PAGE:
In a recent article for El Espectador, the journalist Claudia Julieta Duque revealed the details of an episode dating back to November 2019: information filtered by Paciolla's investigation into a national army bombing in Caquetá put the Italian operator’s life at serious risk. After a trip in Italy, however, Paciolla returned to Colombia before the end of the year, probably thinking that there were still the appropriate conditions to continue the collaboration with the UN mission.

It is therefore likely that the reasons for Paciolla's concerns of the last few days were different. Many operators in the area report the difficulties due to the collaboration of certain UN members with the national army, which was probably favoring dangerous and constant leaks of information. The reason for these ties can be found in the profile of some members of the Mission, which were army officers in their countries and were therefore probably inclined to form ambiguous relationships with the Colombian military forces.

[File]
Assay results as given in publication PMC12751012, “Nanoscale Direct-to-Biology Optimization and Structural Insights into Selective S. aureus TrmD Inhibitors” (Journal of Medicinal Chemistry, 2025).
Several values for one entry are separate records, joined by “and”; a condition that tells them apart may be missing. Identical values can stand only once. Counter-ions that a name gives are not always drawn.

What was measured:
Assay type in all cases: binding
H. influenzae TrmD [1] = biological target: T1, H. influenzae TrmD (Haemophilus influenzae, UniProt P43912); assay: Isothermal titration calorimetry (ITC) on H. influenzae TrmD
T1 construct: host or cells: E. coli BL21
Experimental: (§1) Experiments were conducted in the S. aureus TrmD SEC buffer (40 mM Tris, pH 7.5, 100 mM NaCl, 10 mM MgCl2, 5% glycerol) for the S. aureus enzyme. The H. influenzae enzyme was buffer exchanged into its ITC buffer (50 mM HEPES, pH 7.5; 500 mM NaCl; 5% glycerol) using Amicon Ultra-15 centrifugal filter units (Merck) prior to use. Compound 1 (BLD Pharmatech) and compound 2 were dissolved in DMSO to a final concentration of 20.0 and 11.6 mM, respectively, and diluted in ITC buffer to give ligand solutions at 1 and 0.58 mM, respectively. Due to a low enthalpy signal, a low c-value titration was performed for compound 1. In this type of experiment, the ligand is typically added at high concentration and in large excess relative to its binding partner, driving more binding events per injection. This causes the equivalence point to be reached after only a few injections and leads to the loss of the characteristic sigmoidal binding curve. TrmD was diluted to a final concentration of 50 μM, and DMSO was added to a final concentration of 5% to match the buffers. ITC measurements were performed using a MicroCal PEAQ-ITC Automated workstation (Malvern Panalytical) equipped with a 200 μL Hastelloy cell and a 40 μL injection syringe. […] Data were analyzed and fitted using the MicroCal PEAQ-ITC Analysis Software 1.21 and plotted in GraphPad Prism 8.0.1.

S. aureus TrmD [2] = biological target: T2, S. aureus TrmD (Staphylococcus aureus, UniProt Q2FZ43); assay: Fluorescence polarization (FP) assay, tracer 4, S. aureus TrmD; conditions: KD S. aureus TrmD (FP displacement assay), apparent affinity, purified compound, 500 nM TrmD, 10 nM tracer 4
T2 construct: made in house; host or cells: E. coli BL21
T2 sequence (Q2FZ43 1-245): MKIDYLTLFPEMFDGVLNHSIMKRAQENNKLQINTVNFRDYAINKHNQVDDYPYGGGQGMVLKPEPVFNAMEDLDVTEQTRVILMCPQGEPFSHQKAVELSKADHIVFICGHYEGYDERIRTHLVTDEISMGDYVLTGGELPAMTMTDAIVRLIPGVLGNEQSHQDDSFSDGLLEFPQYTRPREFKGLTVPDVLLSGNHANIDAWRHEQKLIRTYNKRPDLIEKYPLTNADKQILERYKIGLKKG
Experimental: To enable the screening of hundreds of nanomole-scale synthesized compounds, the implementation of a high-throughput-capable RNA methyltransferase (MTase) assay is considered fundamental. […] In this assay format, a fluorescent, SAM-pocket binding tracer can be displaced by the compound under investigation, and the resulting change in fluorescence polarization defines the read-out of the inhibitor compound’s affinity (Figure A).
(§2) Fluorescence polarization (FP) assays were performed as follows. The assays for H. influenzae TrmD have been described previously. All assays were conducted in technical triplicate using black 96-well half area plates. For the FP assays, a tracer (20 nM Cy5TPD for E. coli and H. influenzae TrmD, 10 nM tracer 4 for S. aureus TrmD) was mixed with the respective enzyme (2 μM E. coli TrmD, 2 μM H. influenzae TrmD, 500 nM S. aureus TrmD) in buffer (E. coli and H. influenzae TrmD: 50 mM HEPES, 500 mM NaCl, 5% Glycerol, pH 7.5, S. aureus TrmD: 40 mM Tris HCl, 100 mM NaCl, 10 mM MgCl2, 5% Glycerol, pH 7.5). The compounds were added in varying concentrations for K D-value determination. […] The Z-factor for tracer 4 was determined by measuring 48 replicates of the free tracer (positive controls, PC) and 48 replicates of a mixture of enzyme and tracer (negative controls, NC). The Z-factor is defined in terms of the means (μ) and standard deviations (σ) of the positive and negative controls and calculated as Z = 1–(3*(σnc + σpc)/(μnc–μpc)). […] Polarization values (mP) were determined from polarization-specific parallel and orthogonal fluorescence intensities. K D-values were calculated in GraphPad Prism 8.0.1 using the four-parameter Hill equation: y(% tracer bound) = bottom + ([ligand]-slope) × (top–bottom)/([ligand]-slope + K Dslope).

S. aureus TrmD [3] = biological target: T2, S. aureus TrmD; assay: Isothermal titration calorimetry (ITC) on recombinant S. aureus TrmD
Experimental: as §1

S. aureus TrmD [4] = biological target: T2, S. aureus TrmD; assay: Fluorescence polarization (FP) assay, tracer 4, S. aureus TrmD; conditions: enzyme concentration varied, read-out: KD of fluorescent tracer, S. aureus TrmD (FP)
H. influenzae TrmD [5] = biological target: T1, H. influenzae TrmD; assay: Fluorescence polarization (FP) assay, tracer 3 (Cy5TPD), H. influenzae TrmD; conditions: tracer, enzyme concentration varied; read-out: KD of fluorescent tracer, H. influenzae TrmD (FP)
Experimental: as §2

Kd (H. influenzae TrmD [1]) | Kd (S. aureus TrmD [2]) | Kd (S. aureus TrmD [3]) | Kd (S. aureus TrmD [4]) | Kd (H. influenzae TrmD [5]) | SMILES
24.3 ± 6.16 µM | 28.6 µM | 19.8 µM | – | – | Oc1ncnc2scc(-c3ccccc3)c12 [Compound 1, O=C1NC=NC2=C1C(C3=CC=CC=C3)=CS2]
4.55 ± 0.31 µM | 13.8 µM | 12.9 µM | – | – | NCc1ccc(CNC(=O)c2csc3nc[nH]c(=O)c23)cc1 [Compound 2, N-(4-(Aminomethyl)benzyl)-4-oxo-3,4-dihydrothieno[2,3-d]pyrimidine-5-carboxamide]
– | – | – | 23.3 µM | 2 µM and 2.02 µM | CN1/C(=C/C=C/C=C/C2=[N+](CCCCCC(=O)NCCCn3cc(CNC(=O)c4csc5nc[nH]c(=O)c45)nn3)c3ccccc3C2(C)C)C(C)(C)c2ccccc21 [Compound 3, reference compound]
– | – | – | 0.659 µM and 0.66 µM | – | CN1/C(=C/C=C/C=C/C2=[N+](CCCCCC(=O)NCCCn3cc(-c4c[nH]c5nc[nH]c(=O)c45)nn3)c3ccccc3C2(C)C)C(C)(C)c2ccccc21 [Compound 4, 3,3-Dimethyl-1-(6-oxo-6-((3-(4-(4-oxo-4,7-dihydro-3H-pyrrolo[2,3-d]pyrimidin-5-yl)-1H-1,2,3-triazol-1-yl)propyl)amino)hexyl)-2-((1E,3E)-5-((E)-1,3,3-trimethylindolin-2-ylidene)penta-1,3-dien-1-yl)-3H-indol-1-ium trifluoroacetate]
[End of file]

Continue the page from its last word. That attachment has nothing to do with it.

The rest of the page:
The UN security system is also under accusation: in such a delicate area of Colombia, why the Mission staff do not have the possibility to sleep in a common space, in which physical protection and psychological assistance are guaranteed also during the night?

“Peace cannot be obtained through violence”, says one of the murals that color the road to San Vicente del Caguán. The apparent obviousness of the message clashes with the reality of a land where peace missions seem to have failed, once again. Mario Paciolla’s death and the persistent silence of the UN are the emblems of this failure.